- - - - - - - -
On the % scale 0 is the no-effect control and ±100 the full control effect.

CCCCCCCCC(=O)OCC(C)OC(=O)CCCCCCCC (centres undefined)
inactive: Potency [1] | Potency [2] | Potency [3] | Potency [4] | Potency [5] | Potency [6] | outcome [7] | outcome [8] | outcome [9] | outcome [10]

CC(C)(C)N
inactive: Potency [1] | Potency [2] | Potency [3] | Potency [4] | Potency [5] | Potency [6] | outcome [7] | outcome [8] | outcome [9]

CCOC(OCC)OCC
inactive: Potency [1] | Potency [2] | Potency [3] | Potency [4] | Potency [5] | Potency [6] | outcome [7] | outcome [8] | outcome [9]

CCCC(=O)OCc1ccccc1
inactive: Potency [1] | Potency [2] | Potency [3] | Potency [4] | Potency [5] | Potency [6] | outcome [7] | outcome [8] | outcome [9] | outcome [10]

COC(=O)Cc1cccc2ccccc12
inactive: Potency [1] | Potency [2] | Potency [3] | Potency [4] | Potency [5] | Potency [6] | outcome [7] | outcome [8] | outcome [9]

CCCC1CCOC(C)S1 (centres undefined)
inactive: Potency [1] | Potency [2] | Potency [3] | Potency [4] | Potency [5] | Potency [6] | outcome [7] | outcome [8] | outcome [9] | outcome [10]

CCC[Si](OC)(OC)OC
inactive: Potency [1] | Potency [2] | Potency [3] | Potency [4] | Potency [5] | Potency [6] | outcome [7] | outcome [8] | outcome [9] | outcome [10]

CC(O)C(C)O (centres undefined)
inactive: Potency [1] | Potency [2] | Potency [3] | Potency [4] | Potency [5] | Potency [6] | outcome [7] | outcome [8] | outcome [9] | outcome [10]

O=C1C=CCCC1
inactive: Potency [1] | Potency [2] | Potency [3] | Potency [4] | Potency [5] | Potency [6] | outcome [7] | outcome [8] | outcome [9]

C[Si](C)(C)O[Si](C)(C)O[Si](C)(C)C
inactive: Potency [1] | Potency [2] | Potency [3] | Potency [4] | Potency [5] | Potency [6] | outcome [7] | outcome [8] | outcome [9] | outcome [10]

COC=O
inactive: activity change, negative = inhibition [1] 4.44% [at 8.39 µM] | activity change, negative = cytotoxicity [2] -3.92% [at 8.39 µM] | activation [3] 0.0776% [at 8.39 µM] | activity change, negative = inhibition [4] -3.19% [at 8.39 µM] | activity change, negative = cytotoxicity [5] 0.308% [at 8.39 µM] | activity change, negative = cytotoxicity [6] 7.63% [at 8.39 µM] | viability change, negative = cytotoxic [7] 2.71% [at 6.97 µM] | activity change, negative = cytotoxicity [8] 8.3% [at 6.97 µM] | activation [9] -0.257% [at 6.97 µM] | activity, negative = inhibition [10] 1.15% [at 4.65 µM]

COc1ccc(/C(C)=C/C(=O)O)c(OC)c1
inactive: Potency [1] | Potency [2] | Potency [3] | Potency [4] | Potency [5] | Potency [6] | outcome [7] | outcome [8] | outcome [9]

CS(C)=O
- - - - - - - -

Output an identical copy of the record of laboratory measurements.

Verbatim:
On the % scale 0 is the no-effect control and ±100 the full control effect.

CCCCCCCCC(=O)OCC(C)OC(=O)CCCCCCCC (centres undefined)
inactive: Potency [1] | Potency [2] | Potency [3] | Potency [4] | Potency [5] | Potency [6] | outcome [7] | outcome [8] | outcome [9] | outcome [10]

CC(C)(C)N
inactive: Potency [1] | Potency [2] | Potency [3] | Potency [4] | Potency [5] | Potency [6] | outcome [7] | outcome [8] | outcome [9]

CCOC(OCC)OCC
inactive: Potency [1] | Potency [2] | Potency [3] | Potency [4] | Potency [5] | Potency [6] | outcome [7] | outcome [8] | outcome [9]

CCCC(=O)OCc1ccccc1
inactive: Potency [1] | Potency [2] | Potency [3] | Potency [4] | Potency [5] | Potency [6] | outcome [7] | outcome [8] | outcome [9] | outcome [10]

COC(=O)Cc1cccc2ccccc12
inactive: Potency [1] | Potency [2] | Potency [3] | Potency [4] | Potency [5] | Potency [6] | outcome [7] | outcome [8] | outcome [9]

CCCC1CCOC(C)S1 (centres undefined)
inactive: Potency [1] | Potency [2] | Potency [3] | Potency [4] | Potency [5] | Potency [6] | outcome [7] | outcome [8] | outcome [9] | outcome [10]

CCC[Si](OC)(OC)OC
inactive: Potency [1] | Potency [2] | Potency [3] | Potency [4] | Potency [5] | Potency [6] | outcome [7] | outcome [8] | outcome [9] | outcome [10]

CC(O)C(C)O (centres undefined)
inactive: Potency [1] | Potency [2] | Potency [3] | Potency [4] | Potency [5] | Potency [6] | outcome [7] | outcome [8] | outcome [9] | outcome [10]

O=C1C=CCCC1
inactive: Potency [1] | Potency [2] | Potency [3] | Potency [4] | Potency [5] | Potency [6] | outcome [7] | outcome [8] | outcome [9]

C[Si](C)(C)O[Si](C)(C)O[Si](C)(C)C
inactive: Potency [1] | Potency [2] | Potency [3] | Potency [4] | Potency [5] | Potency [6] | outcome [7] | outcome [8] | outcome [9] | outcome [10]

COC=O
inactive: activity change, negative = inhibition [1] 4.44% [at 8.39 µM] | activity change, negative = cytotoxicity [2] -3.92% [at 8.39 µM] | activation [3] 0.0776% [at 8.39 µM] | activity change, negative = inhibition [4] -3.19% [at 8.39 µM] | activity change, negative = cytotoxicity [5] 0.308% [at 8.39 µM] | activity change, negative = cytotoxicity [6] 7.63% [at 8.39 µM] | viability change, negative = cytotoxic [7] 2.71% [at 6.97 µM] | activity change, negative = cytotoxicity [8] 8.3% [at 6.97 µM] | activation [9] -0.257% [at 6.97 µM] | activity, negative = inhibition [10] 1.15% [at 4.65 µM]

COc1ccc(/C(C)=C/C(=O)O)c(OC)c1
inactive: Potency [1] | Potency [2] | Potency [3] | Potency [4] | Potency [5] | Potency [6] | outcome [7] | outcome [8] | outcome [9]

CS(C)=O